London is ablaze and after three days of violence rioters and looters have taken over what started off as a peaceful demonstration outside of Tottenham police station, following the death of Mark Duggan.
With conflicting reports about the young man's death surfacing, the ballistic tests from his shooting are expected to be published Tuesday and will help determine whether Duggan fired on police before he was shot by armed officers.
Media reports said shops in Camden, Clapham Junction, Hackney, Croydon,Enfield, and Lewisham were ransacked and the violence spread quickly through other areas of the capital and into the countryside, affecting cities like Birmingham, Nottingham, Leeds and Liverpool.
Cars were torched in the streets and crowds of mainly young people were entrenched in a standoff against the police.
Clearly, violence, robbery, looting, can't be tolerated as nor should any form of criminal behaviour. It's this criminal behaviour and the rapidity at which it spread through the capital that shocked many Londoners.
Reports of people attacked in the streets, of cars and buildings being set alight showed that what happened in the past few days wasn't a confrontation between just the police and the youths, clearly everyday people on the side-lines were affected in one way or another.
The surge of violence begs several questions: How did we reach such a stage of violence? What caused the violent attacks against the state and authorities? Criminality is unlawful, but criminality also has root causes, and it's these very same causes that need to be dealt with after the arrests and prosecutions of those who committed the crimes have taken place.
The level of violence reached in these past few days is abnormal, and outlines clear signs of a social breakdown. Since the coalition government has announced a backdrop of cuts and austerities measures, the country has been prone to a wave of unrest, from student protests to trade union marches. If the previous strikes and demonstrations aren't comparable to the violence that occurred in the past few days, clearly public discontent has been growing.
Local councils warned that the cuts would mainly affect the more dispossessed and the communities that were already struggling to cope with the impacts of the global recession. Clearly increasing levels of poverty and high unemployment don't create a good mix. Many of the youths that were in the streets in the past few days seem to have lost their faith in a decent future, instead turning to criminality, which due to the environment they often live in is something they have become quite familiar with.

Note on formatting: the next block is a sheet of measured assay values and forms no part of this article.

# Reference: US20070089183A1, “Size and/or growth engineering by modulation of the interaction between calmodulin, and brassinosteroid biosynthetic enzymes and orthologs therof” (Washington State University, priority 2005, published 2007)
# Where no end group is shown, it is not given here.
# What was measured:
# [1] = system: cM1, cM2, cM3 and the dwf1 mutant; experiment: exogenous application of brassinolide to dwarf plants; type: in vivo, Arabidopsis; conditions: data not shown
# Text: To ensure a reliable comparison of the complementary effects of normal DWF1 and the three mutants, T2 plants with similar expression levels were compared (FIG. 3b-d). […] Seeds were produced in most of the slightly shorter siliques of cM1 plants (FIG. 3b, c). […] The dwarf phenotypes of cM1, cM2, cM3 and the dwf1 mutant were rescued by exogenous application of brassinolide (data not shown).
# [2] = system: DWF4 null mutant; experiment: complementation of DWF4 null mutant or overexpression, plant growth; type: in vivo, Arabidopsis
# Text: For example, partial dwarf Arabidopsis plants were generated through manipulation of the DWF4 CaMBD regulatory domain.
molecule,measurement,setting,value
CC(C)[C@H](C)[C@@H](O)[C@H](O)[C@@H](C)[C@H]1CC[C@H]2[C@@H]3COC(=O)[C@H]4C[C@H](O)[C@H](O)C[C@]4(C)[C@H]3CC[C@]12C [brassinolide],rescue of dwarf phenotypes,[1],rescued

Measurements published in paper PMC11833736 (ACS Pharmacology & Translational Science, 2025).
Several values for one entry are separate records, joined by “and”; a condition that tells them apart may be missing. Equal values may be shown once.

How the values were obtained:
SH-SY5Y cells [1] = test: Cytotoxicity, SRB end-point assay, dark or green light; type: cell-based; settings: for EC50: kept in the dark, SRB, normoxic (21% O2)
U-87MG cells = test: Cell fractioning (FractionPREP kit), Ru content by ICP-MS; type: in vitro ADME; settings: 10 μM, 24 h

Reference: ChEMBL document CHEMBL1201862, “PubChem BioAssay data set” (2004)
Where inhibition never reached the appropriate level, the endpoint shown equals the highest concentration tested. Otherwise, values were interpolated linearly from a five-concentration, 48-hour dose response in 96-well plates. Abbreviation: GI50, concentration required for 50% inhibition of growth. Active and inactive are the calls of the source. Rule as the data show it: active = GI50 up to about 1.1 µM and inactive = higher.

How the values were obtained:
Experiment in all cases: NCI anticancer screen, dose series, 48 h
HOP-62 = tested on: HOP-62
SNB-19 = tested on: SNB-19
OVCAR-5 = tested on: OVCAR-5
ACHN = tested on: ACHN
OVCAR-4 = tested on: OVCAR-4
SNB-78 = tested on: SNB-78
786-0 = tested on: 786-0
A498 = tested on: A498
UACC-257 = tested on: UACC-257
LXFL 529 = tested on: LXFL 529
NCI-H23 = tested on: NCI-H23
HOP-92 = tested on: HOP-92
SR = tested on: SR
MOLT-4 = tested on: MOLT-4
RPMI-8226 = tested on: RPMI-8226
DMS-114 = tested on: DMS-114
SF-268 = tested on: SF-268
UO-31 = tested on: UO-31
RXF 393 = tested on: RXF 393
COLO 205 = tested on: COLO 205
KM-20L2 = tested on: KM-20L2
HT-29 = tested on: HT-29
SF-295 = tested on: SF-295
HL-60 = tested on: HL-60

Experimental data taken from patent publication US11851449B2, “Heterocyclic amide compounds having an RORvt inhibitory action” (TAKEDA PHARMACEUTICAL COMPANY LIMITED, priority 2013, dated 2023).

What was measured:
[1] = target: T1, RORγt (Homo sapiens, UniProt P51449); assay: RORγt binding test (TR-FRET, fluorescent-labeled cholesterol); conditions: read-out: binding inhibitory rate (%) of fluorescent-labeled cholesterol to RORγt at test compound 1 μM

Haringey, for example, the borough that includes Tottenham, has the fourth highest level of child poverty in London and an unemployment rate of 8.8%, double the national average, with one vacancy for every 54 seeking work in the borough.
The shooting of Mark Duggan also helped create a feeling of anger amongst young people from not only ethnic minorities but also poor backgrounds. It now appears that in contradiction to the initials reports, only police bullets were fired. The Independent Police Complaints Commission, which is investigating the shooting, initially said the 29-year old father of four was killed in an exchange of gunfire.
The relationship between the Metropolitan Police and Londoners from ethnic majorities has been shaken by problems for a long time. Youth community leaders have complained about the singling out of specific areas and individuals for monitoring, stop and search and daily harassment for years, but not much was done to try and alleviate the situation.
The increasing gap between the better and the worst off show that in the UK, the richest 10% are now 100 times better off than the poorest. The continued rise in personal debt levels and limited social mobility has also contributed to the problem. According to the OECD, social mobility in Britain is worse than any other developed country.
Sheer criminality shouldn't and can't be condoned but neither should the problems linked to its rise. While the looters stole by pure greed and not in opposition to the Duggan shooting, the extent of the damages and the level of violence and destruction that has been reached clearly points out to societal problems that are much deeper that just "a bunch of kids that were excited and wanted to take whatever they felt like having."
To read more on the subject, please click here: London Riots: Communities Need Unity Not More Violence